Who am I?

My primary identity is caver. I have been caving since I was 6 years old, and have explored new cave passage in many different cave systems in countries such as the UK, Austria, Spain, Albania and New Zealand. A particular area that I have visited many times in Austria is the Loser Plateau in the Totes Gebirge, where a British expedition caves annually. Karst abounds on our planet and its wonders never cease to bring me joy. The brilliant unpredictability of karst is a drug of the most potent variety; it never ceases to pull me back for more. I would love to cave in China at some point (maybe when I have time to cycle or hitchhike there), but Iran, Mexico, Vietnam and Russia are also places I would love to visit on a karsty adventure.

Octopussy passage in Hydra, Schwarzmooskogelhoehle, Loser Plateau, Totes Gebirge, Austria. Photo: Ian Peachey

The caving community has welcomed and supported me for my whole life and it is safe to say that I would not be the person I am today without it, particularly the student caving community. I’m involved in the running of CHECC, or Council of Higher Education Caving Clubs, whose goal is to help facilitate and promote student caving (mostly at universities) in any way we can (which often means hosting massive parties at night, sleeping for 2-3 hours, then running workshops the next day).

I also love climbing (rock and ice) and canyoning (caving but outside). I’m very privileged to have visited some of the finest sporting destinations for both of these pursuits, but there is plenty still to explore and appreciate. I’m very fortunate to have a dependable accomplice for many of these escapades, my partner Nadia.

One of many drops in Cresciano Superiore, one of the best canyons in Ticino if caught in the right conditions (as we were fortunate to find it). Photo: Brendan Hall.


My fascination with caves and karst has directed most of my successful academic endeavours. After studying geophyiscs at Leeds, I was very fortunate to do a research Masters at University College Dublin under the supervision of Eoghan Holohan. During this project, I worked with researchers from Potsdam, Germany, and Amman, Jordan to investigate the geohazards present at the Dead Sea shore in Jordan, where the drying up of the terminal lake has caused the formation of over 1100 sinkholes since the 1980s. My contribution consisted of manually mapping the sinkholes (a very laborious task!) and characterising their morphometric characteristics. In doing so, we highlighted the presence of several interesting, irregular depressions called uvalas. We explored the link between sinkholes (or dolines as karst heads call them) and uvalas in a research article published in 2019.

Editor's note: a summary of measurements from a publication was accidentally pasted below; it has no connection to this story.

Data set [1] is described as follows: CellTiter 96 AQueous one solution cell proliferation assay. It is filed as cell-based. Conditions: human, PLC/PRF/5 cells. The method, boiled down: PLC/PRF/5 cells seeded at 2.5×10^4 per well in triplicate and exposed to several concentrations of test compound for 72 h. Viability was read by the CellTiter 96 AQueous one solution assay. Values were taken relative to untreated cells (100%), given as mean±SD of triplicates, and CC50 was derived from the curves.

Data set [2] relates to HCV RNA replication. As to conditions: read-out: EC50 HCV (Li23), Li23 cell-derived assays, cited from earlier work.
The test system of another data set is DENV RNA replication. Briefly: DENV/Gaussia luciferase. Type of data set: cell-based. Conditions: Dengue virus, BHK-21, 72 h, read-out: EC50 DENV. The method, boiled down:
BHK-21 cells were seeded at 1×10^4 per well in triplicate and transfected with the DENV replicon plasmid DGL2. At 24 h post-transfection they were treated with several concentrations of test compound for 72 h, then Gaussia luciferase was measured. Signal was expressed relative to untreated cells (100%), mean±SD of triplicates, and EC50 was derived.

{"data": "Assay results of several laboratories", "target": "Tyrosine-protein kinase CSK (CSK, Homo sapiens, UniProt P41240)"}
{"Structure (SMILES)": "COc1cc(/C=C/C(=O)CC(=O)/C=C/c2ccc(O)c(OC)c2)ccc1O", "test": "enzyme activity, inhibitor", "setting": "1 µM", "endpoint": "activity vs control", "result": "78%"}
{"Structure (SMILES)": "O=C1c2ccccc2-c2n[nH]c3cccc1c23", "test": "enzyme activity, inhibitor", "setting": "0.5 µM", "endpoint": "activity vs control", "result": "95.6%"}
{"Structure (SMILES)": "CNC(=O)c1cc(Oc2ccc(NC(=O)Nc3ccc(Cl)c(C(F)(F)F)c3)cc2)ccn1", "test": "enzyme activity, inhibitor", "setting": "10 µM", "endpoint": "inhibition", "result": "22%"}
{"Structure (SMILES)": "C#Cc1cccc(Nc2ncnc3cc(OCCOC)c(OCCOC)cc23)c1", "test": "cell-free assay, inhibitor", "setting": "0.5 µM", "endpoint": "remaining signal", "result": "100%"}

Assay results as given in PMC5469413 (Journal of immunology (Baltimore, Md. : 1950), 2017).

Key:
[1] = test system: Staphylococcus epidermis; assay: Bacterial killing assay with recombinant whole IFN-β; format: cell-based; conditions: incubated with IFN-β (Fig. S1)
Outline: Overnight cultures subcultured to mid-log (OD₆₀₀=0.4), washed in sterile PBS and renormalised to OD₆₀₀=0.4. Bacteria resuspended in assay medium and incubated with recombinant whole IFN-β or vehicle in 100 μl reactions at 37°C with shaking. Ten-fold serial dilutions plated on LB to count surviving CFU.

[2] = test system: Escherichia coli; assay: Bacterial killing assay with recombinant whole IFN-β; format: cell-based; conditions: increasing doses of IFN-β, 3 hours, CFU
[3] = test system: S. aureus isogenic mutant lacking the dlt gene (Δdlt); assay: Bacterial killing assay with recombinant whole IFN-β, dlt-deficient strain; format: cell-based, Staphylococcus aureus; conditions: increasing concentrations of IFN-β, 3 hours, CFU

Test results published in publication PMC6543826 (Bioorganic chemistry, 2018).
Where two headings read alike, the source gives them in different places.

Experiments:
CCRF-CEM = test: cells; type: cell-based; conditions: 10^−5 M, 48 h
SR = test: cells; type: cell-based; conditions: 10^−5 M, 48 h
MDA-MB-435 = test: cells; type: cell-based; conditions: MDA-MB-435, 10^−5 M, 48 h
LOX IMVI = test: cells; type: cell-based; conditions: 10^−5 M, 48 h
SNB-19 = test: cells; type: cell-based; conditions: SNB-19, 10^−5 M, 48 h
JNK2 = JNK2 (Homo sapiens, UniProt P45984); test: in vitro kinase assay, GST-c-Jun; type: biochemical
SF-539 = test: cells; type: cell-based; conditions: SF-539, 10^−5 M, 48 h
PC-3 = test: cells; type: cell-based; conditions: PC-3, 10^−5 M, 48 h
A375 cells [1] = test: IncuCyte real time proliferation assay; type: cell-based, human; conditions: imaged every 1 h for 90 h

My experience manually collecting thousands of measurements of sinkholes from remote sensing data in Jordan made me want to try and automate the mapping and data extraction procedure. My current research, also at UCD as part of iCRAG, involves trying to use deep learning to automatically delineate depressions from optical and topographic data. I am a great believer in open-source and am beginning to try and contribute more to this community (though I suspect I’m not clever enough to keep afloat in the sea of possibilities that are out there now!)

I have lots of ideas about what can be done to better understand cave and karst environments, and right now I am trying to persuade people to give me funds to pursue these ideas. If you are interested in what I’ve been writing on this blog and think we could collaborate, please get in touch by email, on Twitter, or on GitHub (links in footer).

Crazy colours in a cluster of sinkholes at Ghor Al-Haditha, Dead Sea, Jordan, during a field campaign in October 2018.